For some reason Fly-fishing is along the same lines as today's electronic craze. Everyone rushes out to grab the newest fangled device because somehow it will improve your daily life. "I just got this iPhone 5GSTX. It's amazing! It tells me when I should actually communicate with another human being...in person..." Anyway...fly-fishing is the same way. New flies, lines, rods, waders, jackets, dynamite, err...I mean...nets, yes nets. When they come out someone has to have it. This doesn't happen as much with other items as it does flies. I believe "A River Runs Through It" summarizes it best. He tied on some new fangled fly the size of a chicken and heaved it out there. New flies make appearances throughout the year and when they do people always want them.
Sometimes newer isn't better but we are starting a new blog tradition here at Creeky. Twice a week we will be choosing a fly and giving instructions on how to tie it up, how to fish it and where to use it. So let us proceed with our first victim, the Moal Leech. You will probably need two vices for this fly or if you have an articulated attachment for your vice ignore that.
Thread 6/0, 3/0- color matches the front crosscut color
Backing 20-50lb (Gel Spun works best for the threading)
Crosscut Rabbit Strips (Many color combos, which we will dive into)
Flashabou- Multiple colors, personal favorites are Holographic pearl, blue, purple and red
Gamakatsu Octopus Hooks #2
Gamakatsu B10S #1-4
Large Coneheads- Silver, black, pink, or orange
Optional: Lead wire, Schlappen, Guinea, Beer (preferably Rainier)
Step 1: Place vice on table....Ok I keed, I keed. Seriously though put the vice on the table. Take the Gama B10S hook, slide conehead onto hook, run backing through back of conehead to the eye, feed the backing through the eye and then back through the front of the conehead. Tie down your thread and over the two pieces of backing. Zap-a-Gap the shank and let it dry for a minute.
Step 2: Pinch the backing and thread it through the Gama Octo Hook, pull that loop through and over the hook bend and pull it tight. Set your fly length by taking the tag end of the backing (the one not glued to the shank already). Once you have determined your length, run that tag back to the hook, tie it down with thread and Zap-a-Gap.
Step 3: Choose your crosscut color combo. We generally like pink/purple, blue/black, purple, black, etc. I will get into those later. After you chose your color. Zap-a-Gap the backing, pinch the crosscut onto the backing just in front of the trailing hook eye, and wrap forward, crosscut fibers angling towards the back of the fly, pinching down each wrap to secure the crosscut via the Zap-a-Gap. If you are doing a dual colored fly follow the instructions in 3b. If not, wrap all the way to the conehead gluing the shank periodically.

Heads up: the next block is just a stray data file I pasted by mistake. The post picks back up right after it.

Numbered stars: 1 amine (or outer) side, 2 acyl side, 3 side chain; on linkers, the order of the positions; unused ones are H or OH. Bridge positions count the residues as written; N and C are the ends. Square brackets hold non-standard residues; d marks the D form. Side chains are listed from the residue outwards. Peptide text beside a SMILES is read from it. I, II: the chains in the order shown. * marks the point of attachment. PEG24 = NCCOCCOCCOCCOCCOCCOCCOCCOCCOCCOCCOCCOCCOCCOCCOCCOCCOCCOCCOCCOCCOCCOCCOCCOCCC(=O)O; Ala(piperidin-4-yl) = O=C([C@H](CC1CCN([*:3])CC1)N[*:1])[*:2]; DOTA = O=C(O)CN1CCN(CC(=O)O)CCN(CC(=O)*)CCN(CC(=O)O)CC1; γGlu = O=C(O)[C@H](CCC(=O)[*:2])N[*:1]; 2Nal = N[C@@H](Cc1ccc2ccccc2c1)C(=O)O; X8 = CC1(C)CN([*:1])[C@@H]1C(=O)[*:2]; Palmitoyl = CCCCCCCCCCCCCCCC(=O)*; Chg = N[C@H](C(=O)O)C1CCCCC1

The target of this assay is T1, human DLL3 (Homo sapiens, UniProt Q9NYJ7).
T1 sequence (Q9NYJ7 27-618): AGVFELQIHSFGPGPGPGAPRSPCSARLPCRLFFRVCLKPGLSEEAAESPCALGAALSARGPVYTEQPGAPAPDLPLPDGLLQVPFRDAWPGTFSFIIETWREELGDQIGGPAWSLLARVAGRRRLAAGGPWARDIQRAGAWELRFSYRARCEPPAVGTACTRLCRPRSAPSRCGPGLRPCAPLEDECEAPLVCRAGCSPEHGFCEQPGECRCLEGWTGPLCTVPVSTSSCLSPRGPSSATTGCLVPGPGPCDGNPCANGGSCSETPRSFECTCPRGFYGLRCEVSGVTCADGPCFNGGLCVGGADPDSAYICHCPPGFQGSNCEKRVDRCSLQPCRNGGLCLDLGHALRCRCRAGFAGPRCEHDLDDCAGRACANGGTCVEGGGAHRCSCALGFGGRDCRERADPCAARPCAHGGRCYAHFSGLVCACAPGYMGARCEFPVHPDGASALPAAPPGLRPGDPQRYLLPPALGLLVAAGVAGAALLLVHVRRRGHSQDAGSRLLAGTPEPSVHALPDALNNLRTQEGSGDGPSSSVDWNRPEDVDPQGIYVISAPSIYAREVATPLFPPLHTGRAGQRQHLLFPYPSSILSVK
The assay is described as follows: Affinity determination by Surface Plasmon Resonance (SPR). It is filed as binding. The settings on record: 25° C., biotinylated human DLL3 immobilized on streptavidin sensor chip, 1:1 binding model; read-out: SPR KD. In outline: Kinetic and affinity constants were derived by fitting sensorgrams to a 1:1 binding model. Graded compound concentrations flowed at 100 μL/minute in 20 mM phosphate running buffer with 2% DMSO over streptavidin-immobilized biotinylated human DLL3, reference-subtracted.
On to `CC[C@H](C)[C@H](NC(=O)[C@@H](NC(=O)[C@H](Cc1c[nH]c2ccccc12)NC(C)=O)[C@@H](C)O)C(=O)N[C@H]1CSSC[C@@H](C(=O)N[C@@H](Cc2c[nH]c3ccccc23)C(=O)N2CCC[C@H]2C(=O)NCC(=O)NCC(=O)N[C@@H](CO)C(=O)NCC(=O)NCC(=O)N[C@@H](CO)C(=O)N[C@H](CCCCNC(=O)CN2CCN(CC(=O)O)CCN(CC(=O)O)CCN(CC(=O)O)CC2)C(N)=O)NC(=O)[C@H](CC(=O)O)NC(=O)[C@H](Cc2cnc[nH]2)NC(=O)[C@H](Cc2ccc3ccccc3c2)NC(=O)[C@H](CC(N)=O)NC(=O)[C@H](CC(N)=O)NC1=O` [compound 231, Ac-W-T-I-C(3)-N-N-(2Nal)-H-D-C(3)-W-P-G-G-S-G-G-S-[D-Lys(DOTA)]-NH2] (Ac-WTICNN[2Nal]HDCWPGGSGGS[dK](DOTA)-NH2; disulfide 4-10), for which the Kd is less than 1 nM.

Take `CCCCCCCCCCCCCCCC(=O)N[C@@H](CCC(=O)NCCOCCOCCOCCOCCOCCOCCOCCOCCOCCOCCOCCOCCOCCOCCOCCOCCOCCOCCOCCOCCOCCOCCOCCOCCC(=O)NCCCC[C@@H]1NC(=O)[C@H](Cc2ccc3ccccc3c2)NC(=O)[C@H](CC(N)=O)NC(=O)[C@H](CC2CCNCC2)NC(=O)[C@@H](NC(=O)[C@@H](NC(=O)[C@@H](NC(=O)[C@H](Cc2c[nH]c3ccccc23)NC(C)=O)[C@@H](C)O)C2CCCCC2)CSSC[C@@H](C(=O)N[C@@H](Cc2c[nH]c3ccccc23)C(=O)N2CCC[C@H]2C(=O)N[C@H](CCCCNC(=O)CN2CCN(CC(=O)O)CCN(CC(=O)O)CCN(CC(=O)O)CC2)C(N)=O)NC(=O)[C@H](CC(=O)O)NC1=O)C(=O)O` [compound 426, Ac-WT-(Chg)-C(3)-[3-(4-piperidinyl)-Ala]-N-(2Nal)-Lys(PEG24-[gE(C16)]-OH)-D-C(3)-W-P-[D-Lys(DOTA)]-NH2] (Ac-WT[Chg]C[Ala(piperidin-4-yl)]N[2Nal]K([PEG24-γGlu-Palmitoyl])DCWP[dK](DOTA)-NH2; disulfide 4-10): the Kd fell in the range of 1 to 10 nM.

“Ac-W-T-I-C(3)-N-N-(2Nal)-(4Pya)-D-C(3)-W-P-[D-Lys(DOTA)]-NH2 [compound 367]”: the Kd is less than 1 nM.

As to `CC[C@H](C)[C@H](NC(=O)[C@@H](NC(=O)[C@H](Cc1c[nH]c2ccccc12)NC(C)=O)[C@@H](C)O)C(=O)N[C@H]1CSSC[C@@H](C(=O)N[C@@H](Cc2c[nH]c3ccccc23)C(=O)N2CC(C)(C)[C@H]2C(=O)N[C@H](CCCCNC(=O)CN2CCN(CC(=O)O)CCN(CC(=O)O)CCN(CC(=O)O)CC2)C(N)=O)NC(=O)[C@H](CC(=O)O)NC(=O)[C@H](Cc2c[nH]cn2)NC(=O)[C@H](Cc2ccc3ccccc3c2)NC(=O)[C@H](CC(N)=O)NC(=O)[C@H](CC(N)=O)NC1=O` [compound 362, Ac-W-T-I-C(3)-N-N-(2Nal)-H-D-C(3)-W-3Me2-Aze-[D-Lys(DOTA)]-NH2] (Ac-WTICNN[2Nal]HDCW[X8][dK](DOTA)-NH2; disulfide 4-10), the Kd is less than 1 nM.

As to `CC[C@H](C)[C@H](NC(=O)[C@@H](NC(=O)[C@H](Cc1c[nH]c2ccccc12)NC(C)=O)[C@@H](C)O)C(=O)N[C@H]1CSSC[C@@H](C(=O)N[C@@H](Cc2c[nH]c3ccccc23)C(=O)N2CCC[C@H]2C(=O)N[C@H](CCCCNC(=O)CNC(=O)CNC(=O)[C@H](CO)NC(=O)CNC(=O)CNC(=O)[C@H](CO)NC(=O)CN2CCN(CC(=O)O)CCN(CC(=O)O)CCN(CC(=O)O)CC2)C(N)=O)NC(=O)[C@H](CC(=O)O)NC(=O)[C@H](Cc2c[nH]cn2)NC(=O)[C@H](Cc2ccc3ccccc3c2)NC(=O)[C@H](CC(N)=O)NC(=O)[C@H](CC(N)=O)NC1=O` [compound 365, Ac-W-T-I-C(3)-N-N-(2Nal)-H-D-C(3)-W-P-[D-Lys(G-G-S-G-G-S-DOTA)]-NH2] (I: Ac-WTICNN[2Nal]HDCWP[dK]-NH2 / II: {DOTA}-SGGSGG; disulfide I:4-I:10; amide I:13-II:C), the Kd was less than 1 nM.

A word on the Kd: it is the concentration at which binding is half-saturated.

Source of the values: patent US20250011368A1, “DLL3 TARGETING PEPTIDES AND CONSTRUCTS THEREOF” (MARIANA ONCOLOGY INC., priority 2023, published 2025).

Step 3b: Once you get one wrap on the shank, pinch it down, cut it, and tie back over the crosscut a bit with the thread. Add your next color, making sure you are wrapping it the same way, tie it down, hit it with some glue and wrap forward to the conehead.
Step 4: Cut the excess rabbit off, tie it down with a few wraps of thread. Take your Flashabou, cut 3-5 strands out, tie it on one side of fly, trim so it is the same length as the fly. Repeat this process on the other side.
Step 5: Take some rabbit from your front color, pull the hairs off the strip, and dub it on your thread. Wrap tight to the conehead, whip finish and trim. Cut the front hook at the crosscut wrap with a pair of metal cutters. Your fly is read to fish.
Options: There are a multitude of color combinations and optional things you can do with this fly, which is what makes it one of the most versitile flies on the market today. You can fish it for winter steel, summer steel, trout, bass and salmon. You can change the length of the fly by changing the length of your backing. You can swap out the dubbing with guinea or schlappen and give it more contrast. Some guys slide a bead above the trailing hook and wrap crosscut around that. The options are endless.
Popular Colors: Purple/Pink, Red/Orange, Black, Purple, Black/Blue, Olive, White, Flesh/Red, Purple/Baby Blue, Cerise/Pink, Pink. You can basically decide what colors you want and make them your own.
This fly is super simple to tie and has so many applications it would be a folly to not at least, have some in your box, especially you steelheaders.
We also have a fly-tying page on our site where you will be able to peruse this info at your own leisure, considering we are updating the blog a lot more frequently now and I know scrolling down is taxing... You can go here to find it Fly-Tying Corner
Until next time.
Feed Fish Flies, Not Toxins